In an Era of Budget Cuts, Felony Suspects Escape Prosecution by Crossing State Lines
Thousands of violent criminals have not been brought to justice in the United States because local law enforcement lacks the money to track them down once they cross state lines.
An investigative report by USA Today found nearly 187,000 criminal cases not being pursued by police due to lack of time or money to have fugitives extradited. This total includes tens of thousands of wanted felons, with more than 3,300 accused of murder, sexual assault and robbery.
Records maintained by the Federal Bureau of Investigation (FBI) revealed 78,878 felony suspects who won’t be extradited from anywhere but a neighboring state.
The decisions to not pursue extradition are “almost always made in secret, permit fugitives to go free in communities across the country, leaving their crimes unpunished, their victims outraged and the public at risk,” Brad Heath wrote for USA Today.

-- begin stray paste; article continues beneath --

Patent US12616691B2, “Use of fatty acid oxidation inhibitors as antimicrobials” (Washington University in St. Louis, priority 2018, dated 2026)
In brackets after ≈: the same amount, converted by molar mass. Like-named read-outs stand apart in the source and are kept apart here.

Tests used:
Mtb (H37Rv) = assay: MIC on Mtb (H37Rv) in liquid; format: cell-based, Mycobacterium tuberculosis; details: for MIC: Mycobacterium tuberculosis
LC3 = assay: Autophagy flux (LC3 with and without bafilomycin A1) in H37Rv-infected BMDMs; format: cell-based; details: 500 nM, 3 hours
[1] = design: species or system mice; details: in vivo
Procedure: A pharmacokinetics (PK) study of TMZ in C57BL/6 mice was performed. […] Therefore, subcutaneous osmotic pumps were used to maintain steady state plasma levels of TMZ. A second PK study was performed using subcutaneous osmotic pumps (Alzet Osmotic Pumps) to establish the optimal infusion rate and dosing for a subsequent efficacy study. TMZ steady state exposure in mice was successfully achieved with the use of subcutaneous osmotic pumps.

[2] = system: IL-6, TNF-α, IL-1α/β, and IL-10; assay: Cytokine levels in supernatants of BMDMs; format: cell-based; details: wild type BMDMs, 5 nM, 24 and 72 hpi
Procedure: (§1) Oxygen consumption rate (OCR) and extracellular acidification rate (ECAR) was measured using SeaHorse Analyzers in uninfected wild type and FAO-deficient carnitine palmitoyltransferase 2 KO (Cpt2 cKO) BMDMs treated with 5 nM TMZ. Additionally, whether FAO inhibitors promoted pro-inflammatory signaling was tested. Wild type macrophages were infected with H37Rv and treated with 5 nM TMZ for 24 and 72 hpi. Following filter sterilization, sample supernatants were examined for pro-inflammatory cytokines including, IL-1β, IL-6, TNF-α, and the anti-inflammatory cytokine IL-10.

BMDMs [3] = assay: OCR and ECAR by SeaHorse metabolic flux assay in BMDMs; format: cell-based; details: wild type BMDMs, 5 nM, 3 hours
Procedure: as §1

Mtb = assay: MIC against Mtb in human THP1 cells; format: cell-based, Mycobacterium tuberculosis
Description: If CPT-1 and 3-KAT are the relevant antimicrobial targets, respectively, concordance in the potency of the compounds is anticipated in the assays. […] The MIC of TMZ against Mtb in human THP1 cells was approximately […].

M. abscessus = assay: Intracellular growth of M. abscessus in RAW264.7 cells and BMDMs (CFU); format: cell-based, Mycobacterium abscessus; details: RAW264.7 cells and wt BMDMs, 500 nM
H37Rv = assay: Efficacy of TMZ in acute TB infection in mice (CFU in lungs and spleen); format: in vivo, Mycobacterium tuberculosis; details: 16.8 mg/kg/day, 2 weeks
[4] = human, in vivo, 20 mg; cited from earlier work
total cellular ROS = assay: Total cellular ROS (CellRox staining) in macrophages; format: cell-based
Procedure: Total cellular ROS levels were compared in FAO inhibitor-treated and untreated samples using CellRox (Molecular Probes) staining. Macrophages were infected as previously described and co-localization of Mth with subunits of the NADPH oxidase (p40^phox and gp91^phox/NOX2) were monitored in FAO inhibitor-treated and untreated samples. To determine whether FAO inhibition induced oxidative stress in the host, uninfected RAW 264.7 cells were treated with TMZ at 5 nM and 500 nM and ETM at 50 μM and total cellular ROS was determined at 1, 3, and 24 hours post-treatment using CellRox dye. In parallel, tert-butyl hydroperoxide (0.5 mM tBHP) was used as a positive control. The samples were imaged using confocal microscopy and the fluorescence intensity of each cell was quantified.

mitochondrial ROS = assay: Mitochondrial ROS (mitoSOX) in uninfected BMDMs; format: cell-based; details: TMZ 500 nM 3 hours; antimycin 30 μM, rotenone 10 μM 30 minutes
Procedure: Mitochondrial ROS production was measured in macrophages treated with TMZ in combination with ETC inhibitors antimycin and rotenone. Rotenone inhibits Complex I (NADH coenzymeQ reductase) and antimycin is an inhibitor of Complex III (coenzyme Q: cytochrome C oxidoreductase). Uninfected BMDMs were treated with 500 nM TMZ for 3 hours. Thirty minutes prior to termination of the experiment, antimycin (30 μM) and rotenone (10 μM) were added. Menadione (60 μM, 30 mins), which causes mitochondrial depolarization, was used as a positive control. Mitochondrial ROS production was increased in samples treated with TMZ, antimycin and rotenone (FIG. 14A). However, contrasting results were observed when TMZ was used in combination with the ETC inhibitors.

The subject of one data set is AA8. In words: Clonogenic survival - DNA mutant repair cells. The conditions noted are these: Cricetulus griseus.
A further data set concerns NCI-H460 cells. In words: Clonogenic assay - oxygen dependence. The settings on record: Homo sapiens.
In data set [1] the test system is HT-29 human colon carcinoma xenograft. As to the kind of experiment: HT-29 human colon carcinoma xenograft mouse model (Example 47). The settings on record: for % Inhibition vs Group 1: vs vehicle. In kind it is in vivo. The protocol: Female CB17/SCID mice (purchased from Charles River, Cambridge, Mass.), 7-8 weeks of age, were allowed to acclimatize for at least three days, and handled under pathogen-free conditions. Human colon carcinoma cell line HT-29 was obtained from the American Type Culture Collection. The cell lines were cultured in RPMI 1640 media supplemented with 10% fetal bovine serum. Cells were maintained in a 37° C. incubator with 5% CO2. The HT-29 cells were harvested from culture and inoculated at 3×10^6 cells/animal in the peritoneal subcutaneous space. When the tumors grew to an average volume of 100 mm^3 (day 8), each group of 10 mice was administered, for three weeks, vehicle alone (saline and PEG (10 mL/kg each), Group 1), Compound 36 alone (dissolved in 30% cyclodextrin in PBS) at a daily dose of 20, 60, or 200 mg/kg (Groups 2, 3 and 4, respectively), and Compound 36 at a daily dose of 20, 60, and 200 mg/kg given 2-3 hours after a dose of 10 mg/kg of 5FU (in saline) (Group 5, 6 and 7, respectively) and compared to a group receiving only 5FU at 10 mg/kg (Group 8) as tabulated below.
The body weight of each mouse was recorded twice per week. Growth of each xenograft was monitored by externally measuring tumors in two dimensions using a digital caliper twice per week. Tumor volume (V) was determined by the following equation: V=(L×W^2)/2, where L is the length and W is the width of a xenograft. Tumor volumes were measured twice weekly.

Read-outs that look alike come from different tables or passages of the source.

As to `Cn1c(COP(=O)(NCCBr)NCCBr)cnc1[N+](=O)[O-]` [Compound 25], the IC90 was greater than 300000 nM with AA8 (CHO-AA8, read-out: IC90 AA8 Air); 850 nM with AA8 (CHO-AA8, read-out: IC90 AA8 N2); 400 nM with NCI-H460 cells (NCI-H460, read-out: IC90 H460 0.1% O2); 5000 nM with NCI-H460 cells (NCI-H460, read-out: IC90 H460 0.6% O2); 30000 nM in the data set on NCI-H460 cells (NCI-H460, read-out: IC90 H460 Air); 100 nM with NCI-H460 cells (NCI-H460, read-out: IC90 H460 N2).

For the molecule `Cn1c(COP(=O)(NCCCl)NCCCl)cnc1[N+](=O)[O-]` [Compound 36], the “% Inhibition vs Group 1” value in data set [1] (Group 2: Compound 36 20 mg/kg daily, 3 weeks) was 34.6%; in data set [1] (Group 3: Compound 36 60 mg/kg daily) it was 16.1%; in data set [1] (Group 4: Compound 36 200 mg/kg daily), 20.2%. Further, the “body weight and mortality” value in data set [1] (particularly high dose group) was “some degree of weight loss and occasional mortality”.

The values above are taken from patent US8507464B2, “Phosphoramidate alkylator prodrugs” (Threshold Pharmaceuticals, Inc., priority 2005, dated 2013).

In some of the nation’s most crime-ridden cities, including Atlanta and Philadelphia, law enforcement has decided to give up on pursuing 90% or more of their felony suspects into other states.
In Los Angeles, police declined to seek extradition for at least 77 suspects wanted for murder or attempted murder, 141 for robbery and 84 for sexual assault.
The fugitives include:
A Philadelphia man who was accused of sexually assaulting a 14-year-old girl, but fled to Miami, where he was convicted of two counts of statutory rape.
A Florida man accused of attacking his roommate with a machete during a fight over cans of beer.
A Virginia man charged with armed robbery of a store in Newport News.
To Learn More:
The Ones That Get Away (by Brad Heath, USA Today)
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